Before turning to differences, it may be useful to note at the outset that Canadian law and international criminal law (as interpreted by the ad hoc tribunals) coincide in various respects regarding aiding and abetting. For instance, both legal systems are in broad agreement concerning the consequences of mere presence and omissions. Though there are nuances, it will not be necessary to delve into this issue here[58]. Furthermore, in both systems, the guilt of the aider or abettor does not depend upon the principal being prosecuted or even identified[59]. Moreover, it is entirely possible that the principal may not even be aware of the accused’s contribution[60]. Both legal systems also criminalise complicity of an attempted offence, though the consequences of such conduct may end up being quite different. Indeed, article 25 (3) (f) of the Rome Statute criminalises attempt, but the language used seems to indicate that liability will be incurred for the main crime that was attempted rather than for a self-standing inchoate crime of attempt[61]. This distinction has an impact, among other things, on aiders and abettors of an uncompleted offence. Indeed, under the Rome Statute, an accomplice to an offence that was only attempted will be prosecuted for that offence, namely genocide, crimes against humanity and war crimes[62]. In Canada, the same person would be prosecuted for the self-standing offence of attempt[63]. Normally, under Canadian law the sentence is much more lenient for attempt than for the actual crime[64]. However, exceptionally, the War Crimes Act applies the same sentence for the committed crime as for the inchoate offences contemplated therein, including attempt, thereby ensuring greater consistency with the Rome Statute[65]. There have been no convictions for attempt under international criminal law, so it is difficult to anticipate how its gravity will be assessed for the purposes of sentencing. The Court would no doubt refer to general principles, in accordance with article 21 (2) of the Statute, and probably find that virtually all legal systems punish attempts less severely than crimes that actually take place.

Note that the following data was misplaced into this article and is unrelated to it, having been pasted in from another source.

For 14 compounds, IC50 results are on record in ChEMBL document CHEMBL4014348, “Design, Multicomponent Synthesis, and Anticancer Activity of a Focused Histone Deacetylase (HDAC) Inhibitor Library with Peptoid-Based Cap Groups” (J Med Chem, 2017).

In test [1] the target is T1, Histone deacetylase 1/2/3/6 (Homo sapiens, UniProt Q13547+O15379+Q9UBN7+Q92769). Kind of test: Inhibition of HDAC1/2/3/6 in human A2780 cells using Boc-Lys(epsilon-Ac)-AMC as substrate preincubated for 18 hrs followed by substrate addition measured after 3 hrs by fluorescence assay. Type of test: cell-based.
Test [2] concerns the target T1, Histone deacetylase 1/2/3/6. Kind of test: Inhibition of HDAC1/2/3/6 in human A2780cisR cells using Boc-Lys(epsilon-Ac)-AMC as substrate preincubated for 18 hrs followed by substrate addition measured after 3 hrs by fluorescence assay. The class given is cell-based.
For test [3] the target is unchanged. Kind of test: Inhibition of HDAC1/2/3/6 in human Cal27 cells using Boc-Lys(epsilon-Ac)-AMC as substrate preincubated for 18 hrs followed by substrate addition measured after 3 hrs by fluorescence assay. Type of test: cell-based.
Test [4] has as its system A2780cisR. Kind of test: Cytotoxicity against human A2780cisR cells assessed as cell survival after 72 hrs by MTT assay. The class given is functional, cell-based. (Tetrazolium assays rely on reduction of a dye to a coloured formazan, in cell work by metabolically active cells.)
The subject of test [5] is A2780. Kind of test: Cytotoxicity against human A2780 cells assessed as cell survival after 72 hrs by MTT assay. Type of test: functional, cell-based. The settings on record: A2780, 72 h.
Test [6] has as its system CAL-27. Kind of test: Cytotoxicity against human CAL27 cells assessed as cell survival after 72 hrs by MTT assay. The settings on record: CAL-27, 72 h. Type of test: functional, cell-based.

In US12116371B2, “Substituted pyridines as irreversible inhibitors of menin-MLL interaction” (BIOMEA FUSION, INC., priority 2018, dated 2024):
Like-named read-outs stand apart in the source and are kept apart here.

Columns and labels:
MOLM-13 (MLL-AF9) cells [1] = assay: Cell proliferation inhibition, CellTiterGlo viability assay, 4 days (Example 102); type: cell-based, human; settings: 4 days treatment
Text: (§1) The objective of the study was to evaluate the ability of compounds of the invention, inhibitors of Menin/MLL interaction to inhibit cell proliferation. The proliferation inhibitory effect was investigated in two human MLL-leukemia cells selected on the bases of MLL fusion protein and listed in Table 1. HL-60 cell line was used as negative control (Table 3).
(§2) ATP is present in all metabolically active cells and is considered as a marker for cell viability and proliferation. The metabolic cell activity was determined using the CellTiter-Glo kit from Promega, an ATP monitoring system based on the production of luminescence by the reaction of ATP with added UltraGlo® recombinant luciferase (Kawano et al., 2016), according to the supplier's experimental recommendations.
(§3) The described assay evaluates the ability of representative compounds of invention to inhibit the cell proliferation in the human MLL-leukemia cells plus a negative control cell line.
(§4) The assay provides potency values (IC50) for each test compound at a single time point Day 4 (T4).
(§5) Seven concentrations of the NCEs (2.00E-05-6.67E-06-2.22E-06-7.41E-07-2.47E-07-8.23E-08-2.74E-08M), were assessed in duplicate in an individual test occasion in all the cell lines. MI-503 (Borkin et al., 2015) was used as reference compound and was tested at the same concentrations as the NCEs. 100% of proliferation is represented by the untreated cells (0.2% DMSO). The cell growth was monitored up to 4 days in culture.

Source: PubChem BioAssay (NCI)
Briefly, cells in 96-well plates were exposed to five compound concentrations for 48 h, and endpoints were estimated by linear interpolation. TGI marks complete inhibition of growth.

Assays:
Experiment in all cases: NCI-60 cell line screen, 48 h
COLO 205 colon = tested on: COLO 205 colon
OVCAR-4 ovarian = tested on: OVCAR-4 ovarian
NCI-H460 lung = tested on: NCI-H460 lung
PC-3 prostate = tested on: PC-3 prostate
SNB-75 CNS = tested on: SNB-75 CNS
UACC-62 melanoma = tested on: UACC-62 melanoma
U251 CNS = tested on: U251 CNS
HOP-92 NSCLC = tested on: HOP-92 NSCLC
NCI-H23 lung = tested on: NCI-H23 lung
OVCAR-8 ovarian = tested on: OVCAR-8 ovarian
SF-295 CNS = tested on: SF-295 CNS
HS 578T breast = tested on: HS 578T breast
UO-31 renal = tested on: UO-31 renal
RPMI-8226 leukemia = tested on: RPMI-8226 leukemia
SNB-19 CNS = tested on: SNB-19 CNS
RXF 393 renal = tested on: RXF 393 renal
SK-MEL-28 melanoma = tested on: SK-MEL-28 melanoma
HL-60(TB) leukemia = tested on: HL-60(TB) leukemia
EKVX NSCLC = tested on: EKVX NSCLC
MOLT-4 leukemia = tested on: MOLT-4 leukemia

A first major difference between international criminal law and Canadian law has already been identified but should be highlighted in more detail here. There has been a tendency in international criminal law to consider aiders and abettors as having a lower degree of criminal responsibility than principals. Consequently, it was held that “aiding and abetting is a form of responsibility which generally warrants a lower sentence than […] responsibility as a co-perpetrator”[66]. In Canada, as in English common law, principal and secondary parties are charged with the same offence and are subject in principle to the same sentence[67]. The trial judge, however, retains full discretion to impose a sentence that is in accordance with the degree of culpability of each participant[68]. The practical impact of the principal/secondary dichotomy is therefore much less significant in Canada. However, the distinction between principals and accomplices remains relevant because, among other things, the requirements are different regarding the material and mental elements, causality and defences. Considering the narrow scope of principal liability, the limits of the law on secondary participation will in many cases represent the limits of Canadian law regarding liability for international crimes.

Regarding the actus reus of aiding and abetting, it may be noted that international criminal law requires that the assistance have an effect, usually described as substantial, upon the perpetration of the crime. The classic formulation of this principle emanates from the Tadić appeal : “The aider and abettor carries out acts specifically directed to assist, encourage or lend moral support to the perpetration of a certain specific crime (murder, extermination, rape, torture, wanton destruction of civilian property, etc.), and this support has a substantial effect upon the perpetration of the crime[69].” Though the act or omission must have a substantial effect, there is no requirement of a causal connection[70].